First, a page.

There's real labor involved in sports
Sports is labor, most of it invisible; even visible labor mostly invisible to public
Athletes, sportswriters often say: "I haven't worked a day in my life." Not true
Laborers in the NBA are less union man Cesar Chavez than Julio Cesar Chavez
One February morning years ago I drove a rental car across Florida -- Alligator Alley shimmering in the heat haze -- and composed questions in my head for the great Willie Stargell.
At the sprawling spring complex of the Atlanta Braves, I parked the car and trudged on foot to Remote Practice Field Q, a journey of a mile or more, at the end of which I found Stargell, the Hall of Fame slugger turned hitting instructor, leaning against a batting cage, hat tugged low, quite possibly asleep on his feet. I didn't know whether to say hello or to cow-tip him.
In the end, I cleared my throat so as not to startle him and said: "Excuse me, Mr. Stargell, do you have a minute?" The man they called Pops snorted to life, causing his cap to go cockeyed. "Can't talk," he said. "Gotta work." To emphasize the point, he clapped his hands together and said: "Gotta work, work, work, work, WORK."
As I turned around to make the epic journey back to the parking lot -- the view from a helicopter would have shown two lone figures, Pops and me, surrounded by an acre of hot scrubland -- I stole one last look over my shoulder. Pops was now leaning on a Louisville Slugger, literally watching grass grow, in advance of that morning's bunting drills.
What struck me then, as they do now, were the twin epiphanies that 1) Stargell really was working, by the standards of spring training and 2) so was I.
"A man is not idle because he is absorbed in thought," wrote Victor Hugo. "There is visible labor and there is invisible labor." Pops and I, like many in sports, were engaged in invisible labor, a concept I've tried to explain over the years to various bosses, parents, siblings and offspring, none of whom think sports is work.
When they hear about the NFL and NBA "labor" disputes, they wonder -- as you might -- where exactly the labor comes in. Sympathy, strangely, almost always lies with management in these crises. Owners own. That much is clear. But players play. They don't work. Can you really have a work stoppage if you've never had a work startage?
The truth is, sports is labor, most of it invisible. (Even the visible labor -- weightlifting, workouts, wearisome travel -- is mostly invisible to the public.) When a guy is sitting on a stool, staring into space in a state of semi-dress, he is almost always working. This is the kind of work done by a starting pitcher on game day, when nobody goes near him, or by a writer jackknifed over his keyboard, nibbling his thumbnail to a nubbin.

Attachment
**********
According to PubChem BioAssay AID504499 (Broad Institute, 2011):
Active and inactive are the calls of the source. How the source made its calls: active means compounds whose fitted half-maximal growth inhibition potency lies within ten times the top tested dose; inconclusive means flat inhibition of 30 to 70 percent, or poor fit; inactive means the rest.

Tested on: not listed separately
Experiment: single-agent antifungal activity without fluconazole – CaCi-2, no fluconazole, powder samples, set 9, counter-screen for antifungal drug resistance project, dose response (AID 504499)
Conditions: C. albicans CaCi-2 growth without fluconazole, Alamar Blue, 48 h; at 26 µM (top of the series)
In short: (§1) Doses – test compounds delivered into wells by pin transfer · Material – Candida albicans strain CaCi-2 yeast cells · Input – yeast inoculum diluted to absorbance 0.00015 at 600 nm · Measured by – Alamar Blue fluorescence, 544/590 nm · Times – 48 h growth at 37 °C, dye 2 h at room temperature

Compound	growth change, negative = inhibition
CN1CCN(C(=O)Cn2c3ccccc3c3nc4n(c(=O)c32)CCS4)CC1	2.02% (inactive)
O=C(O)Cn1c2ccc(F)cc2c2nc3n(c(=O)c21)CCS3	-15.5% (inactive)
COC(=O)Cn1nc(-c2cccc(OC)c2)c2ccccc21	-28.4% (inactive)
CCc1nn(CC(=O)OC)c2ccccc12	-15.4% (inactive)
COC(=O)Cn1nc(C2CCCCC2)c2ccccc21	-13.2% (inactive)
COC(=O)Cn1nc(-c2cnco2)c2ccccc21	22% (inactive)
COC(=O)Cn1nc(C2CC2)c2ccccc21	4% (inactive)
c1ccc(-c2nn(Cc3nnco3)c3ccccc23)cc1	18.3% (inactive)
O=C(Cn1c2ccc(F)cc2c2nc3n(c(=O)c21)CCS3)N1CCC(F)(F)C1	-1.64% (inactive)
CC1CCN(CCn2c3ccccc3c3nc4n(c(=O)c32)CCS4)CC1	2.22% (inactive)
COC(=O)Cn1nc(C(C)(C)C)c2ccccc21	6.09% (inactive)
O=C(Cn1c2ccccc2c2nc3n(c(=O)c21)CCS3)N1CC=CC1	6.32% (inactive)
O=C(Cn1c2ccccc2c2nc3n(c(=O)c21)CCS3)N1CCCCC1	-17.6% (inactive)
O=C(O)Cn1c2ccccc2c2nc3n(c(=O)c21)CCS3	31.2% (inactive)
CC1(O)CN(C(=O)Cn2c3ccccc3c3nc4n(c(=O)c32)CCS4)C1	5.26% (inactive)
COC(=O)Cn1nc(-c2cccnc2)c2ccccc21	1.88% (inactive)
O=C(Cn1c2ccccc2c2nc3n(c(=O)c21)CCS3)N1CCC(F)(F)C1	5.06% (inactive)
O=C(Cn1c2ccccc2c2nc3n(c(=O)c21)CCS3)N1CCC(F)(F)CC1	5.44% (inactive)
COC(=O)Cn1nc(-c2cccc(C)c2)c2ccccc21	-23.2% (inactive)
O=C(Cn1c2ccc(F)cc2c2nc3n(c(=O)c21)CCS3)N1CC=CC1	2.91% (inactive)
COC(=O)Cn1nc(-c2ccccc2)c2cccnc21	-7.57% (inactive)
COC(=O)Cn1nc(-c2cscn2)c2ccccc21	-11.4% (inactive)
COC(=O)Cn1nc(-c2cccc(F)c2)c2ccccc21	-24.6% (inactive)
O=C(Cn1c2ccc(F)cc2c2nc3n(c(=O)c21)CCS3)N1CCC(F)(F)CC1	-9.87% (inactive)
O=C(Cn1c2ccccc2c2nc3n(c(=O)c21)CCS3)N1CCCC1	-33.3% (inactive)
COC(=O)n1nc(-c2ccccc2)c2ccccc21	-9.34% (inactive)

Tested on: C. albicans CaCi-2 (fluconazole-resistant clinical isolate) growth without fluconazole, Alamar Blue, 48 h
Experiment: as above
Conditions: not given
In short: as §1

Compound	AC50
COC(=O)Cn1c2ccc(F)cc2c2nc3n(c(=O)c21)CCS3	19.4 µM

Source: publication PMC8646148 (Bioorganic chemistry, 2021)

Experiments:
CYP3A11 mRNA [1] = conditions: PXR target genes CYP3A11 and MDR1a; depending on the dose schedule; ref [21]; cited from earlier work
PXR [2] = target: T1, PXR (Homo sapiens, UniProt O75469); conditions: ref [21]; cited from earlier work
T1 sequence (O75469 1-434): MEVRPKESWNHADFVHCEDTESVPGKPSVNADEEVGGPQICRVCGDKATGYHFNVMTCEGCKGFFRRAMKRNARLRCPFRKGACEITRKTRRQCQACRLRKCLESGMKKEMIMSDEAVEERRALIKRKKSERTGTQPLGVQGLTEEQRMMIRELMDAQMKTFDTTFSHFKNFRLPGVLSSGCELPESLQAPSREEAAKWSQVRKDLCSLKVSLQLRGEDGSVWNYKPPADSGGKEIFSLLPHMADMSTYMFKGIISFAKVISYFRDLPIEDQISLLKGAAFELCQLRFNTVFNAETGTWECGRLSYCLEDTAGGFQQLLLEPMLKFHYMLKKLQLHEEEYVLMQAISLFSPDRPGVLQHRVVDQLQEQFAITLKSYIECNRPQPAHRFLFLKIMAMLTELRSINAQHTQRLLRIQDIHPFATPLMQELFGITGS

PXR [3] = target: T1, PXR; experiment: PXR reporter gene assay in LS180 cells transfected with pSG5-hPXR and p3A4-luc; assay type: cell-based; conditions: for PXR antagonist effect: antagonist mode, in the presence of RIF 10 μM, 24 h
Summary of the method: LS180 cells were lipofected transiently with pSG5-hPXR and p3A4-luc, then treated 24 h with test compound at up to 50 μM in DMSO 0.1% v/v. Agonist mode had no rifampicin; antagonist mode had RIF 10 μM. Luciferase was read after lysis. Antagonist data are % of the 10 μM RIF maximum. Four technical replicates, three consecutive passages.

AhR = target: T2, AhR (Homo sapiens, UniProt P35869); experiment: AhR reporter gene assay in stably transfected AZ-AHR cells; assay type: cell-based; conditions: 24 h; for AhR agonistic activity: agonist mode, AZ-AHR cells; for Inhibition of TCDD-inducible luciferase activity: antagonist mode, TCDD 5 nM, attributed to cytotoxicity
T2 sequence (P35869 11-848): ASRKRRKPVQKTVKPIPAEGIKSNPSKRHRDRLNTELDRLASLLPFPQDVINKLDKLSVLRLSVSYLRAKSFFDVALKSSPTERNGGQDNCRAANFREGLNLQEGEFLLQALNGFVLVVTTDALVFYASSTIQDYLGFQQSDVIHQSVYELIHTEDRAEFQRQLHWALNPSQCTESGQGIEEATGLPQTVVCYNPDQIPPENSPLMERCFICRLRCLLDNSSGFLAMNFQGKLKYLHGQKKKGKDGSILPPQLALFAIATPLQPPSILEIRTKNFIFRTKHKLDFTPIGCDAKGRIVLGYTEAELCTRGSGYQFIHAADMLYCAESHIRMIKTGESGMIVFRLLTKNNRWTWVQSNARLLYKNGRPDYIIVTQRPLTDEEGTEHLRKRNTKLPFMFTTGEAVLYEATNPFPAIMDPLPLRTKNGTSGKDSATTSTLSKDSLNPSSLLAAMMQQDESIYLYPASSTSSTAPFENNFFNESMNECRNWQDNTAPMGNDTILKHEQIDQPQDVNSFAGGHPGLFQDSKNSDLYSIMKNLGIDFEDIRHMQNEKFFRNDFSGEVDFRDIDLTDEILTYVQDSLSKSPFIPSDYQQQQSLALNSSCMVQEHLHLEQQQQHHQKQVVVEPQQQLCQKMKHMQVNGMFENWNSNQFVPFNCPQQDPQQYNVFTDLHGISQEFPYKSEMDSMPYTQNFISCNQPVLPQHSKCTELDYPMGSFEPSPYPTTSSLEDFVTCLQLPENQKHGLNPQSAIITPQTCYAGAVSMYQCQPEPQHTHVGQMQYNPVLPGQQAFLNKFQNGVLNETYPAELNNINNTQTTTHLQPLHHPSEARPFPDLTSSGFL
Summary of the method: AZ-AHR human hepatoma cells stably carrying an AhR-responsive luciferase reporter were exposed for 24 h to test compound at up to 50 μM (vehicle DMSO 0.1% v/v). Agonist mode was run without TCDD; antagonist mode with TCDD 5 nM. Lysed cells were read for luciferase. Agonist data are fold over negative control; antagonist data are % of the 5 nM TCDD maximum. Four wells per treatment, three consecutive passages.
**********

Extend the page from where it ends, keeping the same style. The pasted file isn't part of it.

Athletes and sportswriters often say: "I haven't worked a day in my life." It isn't true and they don't believe it. As Kareem Abdul-Jabbar memorably said: "Tell your old man to drag Walton and Lanier up and down the court for 48 minutes." It's work. But it isn't work as most of us know it, which is why athletes and coaches also, in the same breath, protesteth too much about their workload.
Patrick Reusse of the Minneapolis Star Tribune notes that Twins manager Ron Gardenhire threw out spring's ceremonial first "That Guy Has Worked His Tail Off" encomium. There will be thousands more. Search the phrase and its gluteal equivalents -- "worked his tail off", "worked his butt off", "worked his ass off" -- and almost every one of them will have issued from the mouth of a coach or athlete unburdened of his buttocks and struggling to keep his pants up. The phrase scarcely exists outside of sports.
I know why coaches talk about all this hard work -- as reward, as motivation, to make the ludicrous salaries seem less offensive -- but it isn't necessary. The problem is the word labor. Labor calls to mind Samuel Gompers and the United Auto Workers and striking field hands. The laborers in the NBA are less Cesar Chavez (who unionized farm workers) than Julio Cesar Chavez (who rose from poverty to make a fortune in the boxing ring).
Labor is the wrong word, but playing sports is work, and whether that work is at FedEx or the FedEx Forum is immaterial.
I once made the mistake of interrupting Albert Pujols while he was invisibly laboring before a game. He was seated at his locker in the visitor's clubhouse in Arlington, Texas, staring distantly, vacantly -- the glazed gaze of a man whose plane has been delayed for three hours. When I asked for an interview, he said he had work to do, at which time he rose, walked over to a TV and watched baseball for 20 minutes, sitting four feet from the screen, as my kids do.
The game's best player was studying tape of that night's pitcher. What looked like your respite from work -- watching baseball on a couch -- was Pujols punching a clock. His work is your play. Your play is his work. It's a strange and sometimes damaging inversion that causes some athletes to lose touch with reality. All play and no work makes Jack a dull boy. Which is why the best treat it like the job that it is.
It's a lesson I learned first on that equatorial morning in Florida, driving across the state back to my hotel, the FM drowning out the AC, my mind composing a memo to my editors about how I spent my workday getting rebuffed by Willie Stargell.
Nice work if you can get it, for Pops and for me. But don't let the fact that it beats working for a living obscure the fact that it's still working for a living.